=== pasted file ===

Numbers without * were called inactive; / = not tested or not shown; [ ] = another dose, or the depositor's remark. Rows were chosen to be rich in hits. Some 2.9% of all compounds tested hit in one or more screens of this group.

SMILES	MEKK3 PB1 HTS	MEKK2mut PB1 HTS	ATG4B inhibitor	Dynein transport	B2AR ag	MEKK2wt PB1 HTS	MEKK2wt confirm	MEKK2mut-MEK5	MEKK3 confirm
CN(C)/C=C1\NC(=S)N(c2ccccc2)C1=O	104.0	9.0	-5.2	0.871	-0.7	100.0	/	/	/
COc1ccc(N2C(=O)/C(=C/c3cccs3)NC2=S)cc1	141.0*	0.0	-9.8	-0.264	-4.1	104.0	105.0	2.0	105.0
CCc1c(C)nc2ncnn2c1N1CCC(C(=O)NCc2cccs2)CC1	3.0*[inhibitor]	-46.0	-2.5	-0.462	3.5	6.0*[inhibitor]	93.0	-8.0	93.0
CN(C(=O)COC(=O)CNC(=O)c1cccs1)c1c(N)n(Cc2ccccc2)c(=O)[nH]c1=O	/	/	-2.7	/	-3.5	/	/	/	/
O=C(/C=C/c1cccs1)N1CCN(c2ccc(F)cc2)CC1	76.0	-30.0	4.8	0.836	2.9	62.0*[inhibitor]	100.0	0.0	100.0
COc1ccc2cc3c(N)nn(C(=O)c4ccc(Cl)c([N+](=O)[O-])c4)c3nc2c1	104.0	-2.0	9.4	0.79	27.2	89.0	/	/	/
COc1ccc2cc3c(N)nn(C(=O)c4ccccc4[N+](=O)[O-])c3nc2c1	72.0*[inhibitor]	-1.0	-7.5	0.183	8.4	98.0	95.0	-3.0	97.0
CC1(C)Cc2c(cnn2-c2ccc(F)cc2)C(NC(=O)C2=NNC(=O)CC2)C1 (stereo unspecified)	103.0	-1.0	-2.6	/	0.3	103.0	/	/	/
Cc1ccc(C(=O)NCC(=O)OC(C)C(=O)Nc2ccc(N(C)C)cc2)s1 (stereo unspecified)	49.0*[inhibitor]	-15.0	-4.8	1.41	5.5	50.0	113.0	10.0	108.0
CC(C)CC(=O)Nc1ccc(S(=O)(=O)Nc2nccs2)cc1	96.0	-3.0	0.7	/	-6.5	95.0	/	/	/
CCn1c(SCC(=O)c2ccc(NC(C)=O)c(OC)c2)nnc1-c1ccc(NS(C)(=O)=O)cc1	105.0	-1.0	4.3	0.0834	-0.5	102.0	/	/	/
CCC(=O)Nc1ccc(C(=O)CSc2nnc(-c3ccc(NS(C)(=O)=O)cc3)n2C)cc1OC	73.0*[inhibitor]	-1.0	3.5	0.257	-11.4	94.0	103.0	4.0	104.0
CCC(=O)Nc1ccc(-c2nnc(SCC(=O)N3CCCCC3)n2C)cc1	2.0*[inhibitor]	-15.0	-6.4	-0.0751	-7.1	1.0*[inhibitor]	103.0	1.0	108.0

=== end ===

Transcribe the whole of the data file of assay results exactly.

Numbers without * were called inactive; / = not tested or not shown; [ ] = another dose, or the depositor's remark. Rows were chosen to be rich in hits. Some 2.9% of all compounds tested hit in one or more screens of this group.

SMILES	MEKK3 PB1 HTS	MEKK2mut PB1 HTS	ATG4B inhibitor	Dynein transport	B2AR ag	MEKK2wt PB1 HTS	MEKK2wt confirm	MEKK2mut-MEK5	MEKK3 confirm
CN(C)/C=C1\NC(=S)N(c2ccccc2)C1=O	104.0	9.0	-5.2	0.871	-0.7	100.0	/	/	/
COc1ccc(N2C(=O)/C(=C/c3cccs3)NC2=S)cc1	141.0*	0.0	-9.8	-0.264	-4.1	104.0	105.0	2.0	105.0
CCc1c(C)nc2ncnn2c1N1CCC(C(=O)NCc2cccs2)CC1	3.0*[inhibitor]	-46.0	-2.5	-0.462	3.5	6.0*[inhibitor]	93.0	-8.0	93.0
CN(C(=O)COC(=O)CNC(=O)c1cccs1)c1c(N)n(Cc2ccccc2)c(=O)[nH]c1=O	/	/	-2.7	/	-3.5	/	/	/	/
O=C(/C=C/c1cccs1)N1CCN(c2ccc(F)cc2)CC1	76.0	-30.0	4.8	0.836	2.9	62.0*[inhibitor]	100.0	0.0	100.0
COc1ccc2cc3c(N)nn(C(=O)c4ccc(Cl)c([N+](=O)[O-])c4)c3nc2c1	104.0	-2.0	9.4	0.79	27.2	89.0	/	/	/
COc1ccc2cc3c(N)nn(C(=O)c4ccccc4[N+](=O)[O-])c3nc2c1	72.0*[inhibitor]	-1.0	-7.5	0.183	8.4	98.0	95.0	-3.0	97.0
CC1(C)Cc2c(cnn2-c2ccc(F)cc2)C(NC(=O)C2=NNC(=O)CC2)C1 (stereo unspecified)	103.0	-1.0	-2.6	/	0.3	103.0	/	/	/
Cc1ccc(C(=O)NCC(=O)OC(C)C(=O)Nc2ccc(N(C)C)cc2)s1 (stereo unspecified)	49.0*[inhibitor]	-15.0	-4.8	1.41	5.5	50.0	113.0	10.0	108.0
CC(C)CC(=O)Nc1ccc(S(=O)(=O)Nc2nccs2)cc1	96.0	-3.0	0.7	/	-6.5	95.0	/	/	/
CCn1c(SCC(=O)c2ccc(NC(C)=O)c(OC)c2)nnc1-c1ccc(NS(C)(=O)=O)cc1	105.0	-1.0	4.3	0.0834	-0.5	102.0	/	/	/
CCC(=O)Nc1ccc(C(=O)CSc2nnc(-c3ccc(NS(C)(=O)=O)cc3)n2C)cc1OC	73.0*[inhibitor]	-1.0	3.5	0.257	-11.4	94.0	103.0	4.0	104.0
CCC(=O)Nc1ccc(-c2nnc(SCC(=O)N3CCCCC3)n2C)cc1	2.0*[inhibitor]	-15.0	-6.4	-0.0751	-7.1	1.0*[inhibitor]	103.0	1.0	108.0